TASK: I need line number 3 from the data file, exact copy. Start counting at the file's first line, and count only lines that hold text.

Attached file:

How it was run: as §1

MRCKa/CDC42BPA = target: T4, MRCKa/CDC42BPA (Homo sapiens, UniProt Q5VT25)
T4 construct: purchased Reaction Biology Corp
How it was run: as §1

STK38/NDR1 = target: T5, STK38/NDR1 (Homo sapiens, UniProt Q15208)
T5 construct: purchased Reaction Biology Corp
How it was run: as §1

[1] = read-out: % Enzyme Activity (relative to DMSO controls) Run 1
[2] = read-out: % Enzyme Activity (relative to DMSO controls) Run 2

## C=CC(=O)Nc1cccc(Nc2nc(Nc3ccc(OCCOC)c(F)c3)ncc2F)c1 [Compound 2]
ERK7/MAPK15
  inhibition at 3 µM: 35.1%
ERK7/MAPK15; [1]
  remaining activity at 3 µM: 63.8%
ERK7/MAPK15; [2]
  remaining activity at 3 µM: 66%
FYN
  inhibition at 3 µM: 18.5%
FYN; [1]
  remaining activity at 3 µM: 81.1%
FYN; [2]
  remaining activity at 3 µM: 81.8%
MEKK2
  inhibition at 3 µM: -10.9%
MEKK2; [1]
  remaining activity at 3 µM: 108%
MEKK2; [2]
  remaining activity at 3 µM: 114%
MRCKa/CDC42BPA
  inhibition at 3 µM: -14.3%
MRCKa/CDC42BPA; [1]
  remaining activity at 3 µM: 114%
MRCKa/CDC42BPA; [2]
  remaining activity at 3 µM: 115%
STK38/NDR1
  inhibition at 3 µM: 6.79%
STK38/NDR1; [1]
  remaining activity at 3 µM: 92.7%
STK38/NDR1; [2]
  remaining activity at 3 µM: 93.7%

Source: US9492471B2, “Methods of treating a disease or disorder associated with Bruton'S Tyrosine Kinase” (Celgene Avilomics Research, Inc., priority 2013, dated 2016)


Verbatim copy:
T4 construct: purchased Reaction Biology Corp